Judge Reams Both Sides in Tech Antitrust Case

     SAN FRANCISCO (CN) – A frustrated federal judge told the parties in an antitrust class action against major tech firms that the case could not move forward until their attorneys sit down and determine the case’s contours.
     “Right now, nobody’s on the same page,” U.S. District Judge James Donato said. “This thing is a mess.”
     The consolidated class action involves in part a 2014 complaint filed by lead plaintiff Chip-Tech accusing a host of corporations – including Panasonic and Samsung – of conspiring to fix the prices of capacitors, a common component of most electronic devices.
     Donato structured Wednesday’s hearing of motions for summary judgment by ticking through the situational categories of the Sherman Antitrust Act, asking the parties to decide within which categories the case would proceed.
     In one example, he challenged the plaintiffs on whether goods both bought and resold overseas constituted “import commerce” under the Sherman Act.
     The plaintiffs contended that where the goods are resold does not figure into the case at all, but Donato stopped the argument.
     “I take seriously, as I must, that the Sherman Act focuses on the U.S., U.S. markets, U.S. consumers and U.S. parties,” he said. “We cannot be a global competition policeperson. We don’t do that. And you’re dangerously close to gutting that limitation.”
     Donato also told the parties that “you all can’t even make agreements about who shipped what to where.”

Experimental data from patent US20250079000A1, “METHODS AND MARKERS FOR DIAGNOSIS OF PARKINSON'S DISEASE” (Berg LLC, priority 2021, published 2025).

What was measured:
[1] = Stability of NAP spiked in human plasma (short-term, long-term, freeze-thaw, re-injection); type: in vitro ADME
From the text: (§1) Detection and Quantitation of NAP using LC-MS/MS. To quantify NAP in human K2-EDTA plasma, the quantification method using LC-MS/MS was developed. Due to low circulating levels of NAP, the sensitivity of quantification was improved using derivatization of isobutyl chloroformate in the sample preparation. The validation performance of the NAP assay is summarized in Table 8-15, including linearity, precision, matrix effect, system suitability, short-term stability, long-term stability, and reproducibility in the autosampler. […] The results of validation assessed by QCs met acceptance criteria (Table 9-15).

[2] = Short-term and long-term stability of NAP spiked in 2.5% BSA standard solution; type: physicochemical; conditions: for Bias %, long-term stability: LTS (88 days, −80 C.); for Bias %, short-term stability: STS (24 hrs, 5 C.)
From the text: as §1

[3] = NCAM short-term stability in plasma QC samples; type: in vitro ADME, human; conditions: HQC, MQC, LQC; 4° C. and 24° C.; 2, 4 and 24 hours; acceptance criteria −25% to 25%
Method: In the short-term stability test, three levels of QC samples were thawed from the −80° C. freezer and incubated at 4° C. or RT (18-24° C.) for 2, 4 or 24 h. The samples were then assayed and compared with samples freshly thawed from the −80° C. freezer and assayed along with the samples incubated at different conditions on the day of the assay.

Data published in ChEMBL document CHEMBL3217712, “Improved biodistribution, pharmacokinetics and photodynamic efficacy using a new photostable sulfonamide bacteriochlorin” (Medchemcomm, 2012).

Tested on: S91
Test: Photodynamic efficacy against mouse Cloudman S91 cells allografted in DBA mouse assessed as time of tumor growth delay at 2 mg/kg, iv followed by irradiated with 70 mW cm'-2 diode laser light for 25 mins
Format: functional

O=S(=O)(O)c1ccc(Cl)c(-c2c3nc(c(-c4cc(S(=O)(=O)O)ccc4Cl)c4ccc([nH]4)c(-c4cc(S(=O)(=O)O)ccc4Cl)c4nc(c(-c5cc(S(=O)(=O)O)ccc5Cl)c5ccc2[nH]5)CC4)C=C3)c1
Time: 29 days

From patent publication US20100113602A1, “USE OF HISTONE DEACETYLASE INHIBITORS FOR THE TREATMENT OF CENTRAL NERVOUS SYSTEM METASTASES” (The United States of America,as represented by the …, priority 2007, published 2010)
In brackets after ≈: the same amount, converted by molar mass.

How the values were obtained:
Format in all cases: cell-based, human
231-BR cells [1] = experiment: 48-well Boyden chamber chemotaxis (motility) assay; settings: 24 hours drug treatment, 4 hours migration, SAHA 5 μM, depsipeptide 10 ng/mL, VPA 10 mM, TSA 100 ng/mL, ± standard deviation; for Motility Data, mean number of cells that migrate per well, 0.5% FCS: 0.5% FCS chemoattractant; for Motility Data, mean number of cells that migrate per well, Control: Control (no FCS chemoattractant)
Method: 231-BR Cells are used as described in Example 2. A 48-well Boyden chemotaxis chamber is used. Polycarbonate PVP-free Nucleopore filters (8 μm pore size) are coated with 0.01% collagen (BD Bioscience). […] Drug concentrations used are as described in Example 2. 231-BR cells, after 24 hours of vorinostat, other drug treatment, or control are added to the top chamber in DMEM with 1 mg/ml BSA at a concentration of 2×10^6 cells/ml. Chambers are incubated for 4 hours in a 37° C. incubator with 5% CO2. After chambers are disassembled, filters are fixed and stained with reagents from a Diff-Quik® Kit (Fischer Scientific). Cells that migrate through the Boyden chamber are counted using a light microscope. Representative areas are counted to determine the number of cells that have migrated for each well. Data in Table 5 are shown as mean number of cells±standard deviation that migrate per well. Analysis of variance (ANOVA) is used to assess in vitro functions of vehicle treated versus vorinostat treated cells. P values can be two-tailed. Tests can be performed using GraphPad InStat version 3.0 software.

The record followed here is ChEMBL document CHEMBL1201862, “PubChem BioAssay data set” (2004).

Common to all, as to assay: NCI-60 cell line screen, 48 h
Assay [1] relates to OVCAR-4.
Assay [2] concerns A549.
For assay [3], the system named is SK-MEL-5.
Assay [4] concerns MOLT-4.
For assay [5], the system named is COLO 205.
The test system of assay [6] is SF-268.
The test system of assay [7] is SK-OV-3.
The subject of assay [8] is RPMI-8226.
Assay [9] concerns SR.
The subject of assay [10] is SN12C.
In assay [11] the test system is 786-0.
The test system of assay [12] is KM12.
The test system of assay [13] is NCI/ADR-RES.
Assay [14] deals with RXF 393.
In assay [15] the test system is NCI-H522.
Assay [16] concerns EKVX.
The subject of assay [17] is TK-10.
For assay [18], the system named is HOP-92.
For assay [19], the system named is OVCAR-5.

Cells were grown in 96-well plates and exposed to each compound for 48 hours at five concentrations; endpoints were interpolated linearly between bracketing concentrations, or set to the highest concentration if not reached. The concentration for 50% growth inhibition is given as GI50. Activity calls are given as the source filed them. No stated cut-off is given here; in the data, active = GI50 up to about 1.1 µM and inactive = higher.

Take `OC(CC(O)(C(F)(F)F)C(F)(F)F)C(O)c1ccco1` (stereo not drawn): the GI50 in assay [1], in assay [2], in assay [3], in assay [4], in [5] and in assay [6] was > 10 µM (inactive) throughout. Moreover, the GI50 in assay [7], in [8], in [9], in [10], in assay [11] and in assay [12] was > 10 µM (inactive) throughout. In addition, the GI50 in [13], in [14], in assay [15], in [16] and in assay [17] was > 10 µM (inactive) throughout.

He added, “I was sort of tempted to say that you all are just so far apart in genuine material facts that I’m not going to spend any time on it. But I’m now going to undertake what has been described as the backbreaking labor of what the content is, not just the general descriptions. We’re actually going to cut to the facts.”
     And class certification “is going to be a nightmare in this case unless we start defining now who the plaintiffs are,” he said.
     He also scolded the parties for disrespecting proper legal procedure.
     “You send me 38 pages over whether discovery was done correctly and at the same time you ask me to enter summary judgment,” he said. “How is that possible? I’ll answer it for you – it’s not possible.”
     Donato gave the parties two weeks to “sit down and figure it out in person” before he would give the case further consideration.
     “Send me data that I can track,” he said. “It will not take me a huge amount of time once I get that data. The data is missing.”

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